When Windows tries to detect for new hardware on the serial port, it would toggle the DTR and RTS lines in synchronous. In order for a serial mouse to be detected, it needs to respond with an ASCII "M" or 0x4d in hexadecimal. The RTS line would toggle 3 times, and the mouse would need to respond with the ASCII ‘M’ each time RTS toggles in order to Windows to confirm that a Microsoft Serial Mouse has been detected. Once the mouse is successfully detected, DTR and RTS go high to +7 V and these lines can power the on-board microcontroller of a serial mouse. Since our mouse is powered by the STK200 board, the RTS line was cut and fed into an input port for detection. The RS232 port is set to a speed of 1200 bps and sends 7 data bits with 1 stop-bit for proper communication.
We used the ADXL202AE accelerometer from Analog Devices. This accelerometer is a MEMS device and is capable of outputting both a digital pulse width modulated signal and an analog signal. The pulse width modulated signal has 2 components, the total time, t2 and the acceleration time, t1 whose width is dependent upon how much acceleration is experienced by the sensor. The analog output produces a level voltage of 2.5V when the accelerometer is not tilted and varies as the accelerometer is moved. For the project, we only used the analog voltage outputs to update the mouse position. The following picture shows the pinout of the accelerometer.
In order to properly interface the accelerometer with the STK200, the following circuit needed to be built in order to clean, impedance match, and format the signal to be within range of the 8-bit ADC. The analog output of the accelerometer is at a nominal 2.5V on level ground and shifts up to 3 V and down to 2V when moved. The analog port was used to handle the analog accelerometer outputs. The following pictures show the circuit diagram used for each analog output.
The 90 nF capacitor is used to clean the signal and set a 10 Hz bandwidth for the accelerometer. The Op-Amps used is the LM3410 from National Semiconductor. The first Op-Amp is used for impedance matching in order for the signal to be strong enough for reading. The second Op-Amp circuit is used as a subtractor circuit that subtracts 1.25V from the nominal to guarantee that the input voltage is within the 8-bit ADC range. The reference voltage comes from a potentiometer that set the voltage that is to be subtracted from the input.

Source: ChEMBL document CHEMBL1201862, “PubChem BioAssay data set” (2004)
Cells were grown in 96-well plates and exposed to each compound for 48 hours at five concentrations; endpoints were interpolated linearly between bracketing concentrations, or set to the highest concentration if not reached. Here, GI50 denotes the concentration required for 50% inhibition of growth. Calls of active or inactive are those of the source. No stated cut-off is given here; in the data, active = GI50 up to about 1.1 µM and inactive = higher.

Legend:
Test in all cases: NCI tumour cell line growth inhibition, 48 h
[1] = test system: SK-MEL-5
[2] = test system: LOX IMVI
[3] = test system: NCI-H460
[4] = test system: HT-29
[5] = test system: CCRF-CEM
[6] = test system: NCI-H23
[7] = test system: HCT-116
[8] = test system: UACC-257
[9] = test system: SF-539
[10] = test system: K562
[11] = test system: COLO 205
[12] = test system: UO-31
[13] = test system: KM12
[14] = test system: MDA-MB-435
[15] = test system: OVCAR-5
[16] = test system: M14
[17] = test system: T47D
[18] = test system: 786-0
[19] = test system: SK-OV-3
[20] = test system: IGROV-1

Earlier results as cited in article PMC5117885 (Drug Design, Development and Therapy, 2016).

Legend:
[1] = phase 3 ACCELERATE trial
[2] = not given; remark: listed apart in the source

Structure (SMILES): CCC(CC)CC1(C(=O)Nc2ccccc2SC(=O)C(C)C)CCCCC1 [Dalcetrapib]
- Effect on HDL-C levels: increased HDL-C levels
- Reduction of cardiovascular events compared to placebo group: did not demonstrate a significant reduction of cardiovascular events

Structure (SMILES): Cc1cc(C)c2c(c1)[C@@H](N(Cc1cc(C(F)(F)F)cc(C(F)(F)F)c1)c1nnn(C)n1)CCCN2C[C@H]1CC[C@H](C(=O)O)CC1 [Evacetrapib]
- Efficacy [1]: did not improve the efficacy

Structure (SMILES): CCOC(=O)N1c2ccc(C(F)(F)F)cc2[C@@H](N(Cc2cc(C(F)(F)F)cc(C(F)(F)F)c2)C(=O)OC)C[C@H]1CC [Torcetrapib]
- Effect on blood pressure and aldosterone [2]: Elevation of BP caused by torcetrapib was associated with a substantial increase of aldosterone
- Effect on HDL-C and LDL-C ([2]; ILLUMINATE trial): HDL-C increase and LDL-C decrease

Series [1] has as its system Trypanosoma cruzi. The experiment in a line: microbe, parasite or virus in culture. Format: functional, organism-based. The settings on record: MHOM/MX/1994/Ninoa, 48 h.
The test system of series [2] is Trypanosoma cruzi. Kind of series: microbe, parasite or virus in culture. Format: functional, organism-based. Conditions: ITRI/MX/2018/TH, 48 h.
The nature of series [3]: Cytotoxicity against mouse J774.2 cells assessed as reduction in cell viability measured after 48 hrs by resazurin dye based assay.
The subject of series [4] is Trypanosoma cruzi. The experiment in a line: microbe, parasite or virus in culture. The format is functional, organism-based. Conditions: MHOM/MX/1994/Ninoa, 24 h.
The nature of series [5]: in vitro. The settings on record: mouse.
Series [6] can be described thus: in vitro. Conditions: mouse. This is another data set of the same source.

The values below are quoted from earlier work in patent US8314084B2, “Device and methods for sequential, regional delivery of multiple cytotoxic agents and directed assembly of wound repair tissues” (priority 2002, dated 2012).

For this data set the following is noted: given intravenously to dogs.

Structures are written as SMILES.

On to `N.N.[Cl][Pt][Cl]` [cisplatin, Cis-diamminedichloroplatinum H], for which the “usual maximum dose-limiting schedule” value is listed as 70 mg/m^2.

Since our design needed to tap the RTS line to sense for toggling, we created a circuit that will protect the port pins from voltage overload since the RTS line ranges from -7V to 7V. The following circuit diagram shows how it was made:
The diode that is tied between output and VCC ensures that a voltage above Vcc is passed and held at Vcc. Likewise, the other diode that is tied between the output and ground is to set any voltages below ground to ground. This results in a 0-5V operating range which is suitable for the input pins. RTS is tapped on port C, pin 0.
The STK200 board uses an RS232 serial communications port to communicate with the host computer.
In order to emulate the mouse buttons, a push-button pack with 4 buttons was used with 3 of the buttons hooked to pin 0, 2 and 4 on Port B. An interrupt driven software state machine was used to debounce the buttons. The buttons consisted of a left button, right button and kill mouse button. The kill mouse button is used to disable the mouse at a push of a button and likewise, re-enable the mouse for use again. This feature is so that the user can type while wearing the mouse and not have the pointer moving randomly due to the typing movements.
The microcontroller code was developed using the AVR CodeVision Development software and is written in C. The program consisted of 2 tasks and uses 3 different kinds of interrupts.
The analog to digital conversion of the accelerometer voltage is performed by the ADC_INT interrupt. This interrupt triggers each time the CPU sleep command is executed. This command is issued by the assembly instruction sleep. When the ADC is triggered, the CPU is turned off and the program execution pauses while the ADC hardware performs the conversion. The CPU is put to sleep to reduce switching noise that may interfere with the ADC. Once the conversion is completed, the CPU is brought back by the ADC_INT interrupt and the ADCH register contains the 8-bit conversion value. This conversion is done twice to record the voltage of the x and y axes of the accelerometer.